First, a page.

CINCINNATI (AP) — Early in the morning, Marvin Lewis' cell phone will ring. Without even seeing the caller ID, he knows who it is.
Who else but Hue Jackson?
"When my phone rings at 5 o'clock in the morning, I know it's only one person," the Cincinnati Bengals coach said. "It's not Chad (Johnson), either. It's Chad's former coach, Hue. I miss the hell out of him. I watch their games every week and text or call him."
They became as close as brothers during their many years of coaching, which included Jackson's stint as the offensive coordinator in Cincinnati before he accepted the job as the Cleveland Browns head coach in the offseason. They'll go head-to-head on Sunday at Paul Brown Stadium as division rival coaches for the first time.
They cut back on the calls and texts last week, respecting each other's privacy. But there will be more of those 5 a.m. chats after Sunday's game.
"That's the truth," Jackson said, on a conference call. "You guys know my fondness for Marvin. Marvin raised me in this profession, especially in the National Football League. So I have a lot of respect for him. I trust him on so many different levels, and he's taught me a lot. So I do bounce things off of him."
Though separated by the length of a state, they've helped each other get through some tough times.
Jackson's Browns (0-6) are the only winless team left in the league, off to their worst start since they were a first-year expansion team in 1999. They've used five quarterbacks because of injuries and dropped games in gut-wrenching ways.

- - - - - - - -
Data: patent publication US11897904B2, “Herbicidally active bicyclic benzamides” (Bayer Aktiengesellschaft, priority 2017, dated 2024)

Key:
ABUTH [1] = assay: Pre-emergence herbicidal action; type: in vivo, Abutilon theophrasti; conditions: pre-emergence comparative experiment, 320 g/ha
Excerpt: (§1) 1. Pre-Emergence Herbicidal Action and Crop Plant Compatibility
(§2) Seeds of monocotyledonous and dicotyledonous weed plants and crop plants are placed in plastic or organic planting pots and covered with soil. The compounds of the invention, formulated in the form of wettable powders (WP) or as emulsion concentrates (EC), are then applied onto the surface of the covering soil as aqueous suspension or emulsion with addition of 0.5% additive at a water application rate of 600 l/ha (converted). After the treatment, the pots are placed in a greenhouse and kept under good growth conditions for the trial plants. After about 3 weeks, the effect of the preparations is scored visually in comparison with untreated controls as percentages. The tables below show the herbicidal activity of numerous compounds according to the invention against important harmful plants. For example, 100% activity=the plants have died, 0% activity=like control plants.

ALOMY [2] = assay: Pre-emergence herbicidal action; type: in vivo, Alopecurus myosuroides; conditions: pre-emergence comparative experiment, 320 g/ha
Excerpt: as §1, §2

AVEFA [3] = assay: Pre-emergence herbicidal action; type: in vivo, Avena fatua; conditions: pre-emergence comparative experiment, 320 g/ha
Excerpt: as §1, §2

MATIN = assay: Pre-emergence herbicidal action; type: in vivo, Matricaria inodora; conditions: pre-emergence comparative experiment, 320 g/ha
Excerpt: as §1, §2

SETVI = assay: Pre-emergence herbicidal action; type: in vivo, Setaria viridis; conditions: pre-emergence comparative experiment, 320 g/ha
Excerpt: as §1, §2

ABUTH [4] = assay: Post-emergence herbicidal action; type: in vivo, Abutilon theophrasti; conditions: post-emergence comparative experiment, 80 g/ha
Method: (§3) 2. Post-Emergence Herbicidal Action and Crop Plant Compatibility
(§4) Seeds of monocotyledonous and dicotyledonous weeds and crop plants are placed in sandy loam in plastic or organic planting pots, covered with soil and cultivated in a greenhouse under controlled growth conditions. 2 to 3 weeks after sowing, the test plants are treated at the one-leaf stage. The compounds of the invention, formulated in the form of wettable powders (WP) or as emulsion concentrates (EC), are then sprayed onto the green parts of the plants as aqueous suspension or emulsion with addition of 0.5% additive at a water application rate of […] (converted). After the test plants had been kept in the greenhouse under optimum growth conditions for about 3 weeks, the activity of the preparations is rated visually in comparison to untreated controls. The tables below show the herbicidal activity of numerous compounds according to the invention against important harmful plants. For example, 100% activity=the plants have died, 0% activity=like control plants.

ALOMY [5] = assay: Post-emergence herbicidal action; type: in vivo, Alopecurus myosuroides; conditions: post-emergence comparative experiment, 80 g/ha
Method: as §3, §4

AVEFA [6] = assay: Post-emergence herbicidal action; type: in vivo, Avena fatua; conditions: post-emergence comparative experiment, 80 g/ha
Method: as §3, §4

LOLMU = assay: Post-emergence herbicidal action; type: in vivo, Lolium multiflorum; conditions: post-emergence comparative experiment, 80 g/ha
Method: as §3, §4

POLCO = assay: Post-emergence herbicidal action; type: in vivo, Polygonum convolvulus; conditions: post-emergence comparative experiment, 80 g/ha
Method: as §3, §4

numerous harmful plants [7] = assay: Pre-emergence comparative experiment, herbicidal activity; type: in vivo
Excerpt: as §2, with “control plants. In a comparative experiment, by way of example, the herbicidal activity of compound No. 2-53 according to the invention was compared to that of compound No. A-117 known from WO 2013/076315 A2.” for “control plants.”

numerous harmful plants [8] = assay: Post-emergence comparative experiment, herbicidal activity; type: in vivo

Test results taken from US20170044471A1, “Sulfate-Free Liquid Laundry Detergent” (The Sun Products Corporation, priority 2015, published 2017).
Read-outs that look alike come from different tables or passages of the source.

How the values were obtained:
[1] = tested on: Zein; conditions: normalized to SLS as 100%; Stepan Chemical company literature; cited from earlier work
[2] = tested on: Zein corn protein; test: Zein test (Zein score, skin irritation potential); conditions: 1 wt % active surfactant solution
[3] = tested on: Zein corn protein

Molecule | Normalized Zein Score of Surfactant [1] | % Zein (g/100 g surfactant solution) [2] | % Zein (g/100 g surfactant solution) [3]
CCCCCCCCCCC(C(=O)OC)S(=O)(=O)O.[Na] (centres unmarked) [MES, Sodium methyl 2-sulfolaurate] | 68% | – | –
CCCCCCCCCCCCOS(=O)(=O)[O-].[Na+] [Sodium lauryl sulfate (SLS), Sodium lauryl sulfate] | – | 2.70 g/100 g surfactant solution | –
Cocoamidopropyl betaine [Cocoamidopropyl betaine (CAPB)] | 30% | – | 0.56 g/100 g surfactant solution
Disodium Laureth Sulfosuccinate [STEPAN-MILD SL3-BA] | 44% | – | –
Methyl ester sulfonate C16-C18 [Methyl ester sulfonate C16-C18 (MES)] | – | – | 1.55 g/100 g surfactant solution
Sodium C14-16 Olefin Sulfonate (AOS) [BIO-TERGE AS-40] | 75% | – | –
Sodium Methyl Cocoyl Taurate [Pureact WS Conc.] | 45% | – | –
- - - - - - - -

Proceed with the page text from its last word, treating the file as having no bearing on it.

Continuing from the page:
With every injury and loss, their coach has gotten encouragement from Cincinnati.
"Everybody needs that from time to time," Jackson said. "He's been there for me and again, as I just said, I really appreciate that."
It goes both ways. Lewis' Bengals are off to their worst start since 2010, putting their club-record streak of five straight playoff appearances in jeopardy. He's appreciated the pick-me-up messages, too.
"Our margin for error has not been very good thus far this season," Lewis said.
Lewis is still benefiting from Jackson's time in Cincinnati. During his two years as offensive coordinator, Jackson helped Andy Dalton develop into a team leader and one of the NFL's elite quarterbacks. Dalton leads the AFC in yards passing heading into their game on Sunday, carrying on with what he learned from Jackson.
"Hue really pressed on me to get the guys going, and I just think a little bit of his personality carried over," Dalton said. "Last year was definitely one of my better years and I think it's just the level of confidence I'm playing with."
Jackson sees the carry-over, though he won't take credit for it.
"I'm not going to say I gave him anything," Jackson said. "All I ever tried to do for Andy is create the right environment for him to be the best that he can be."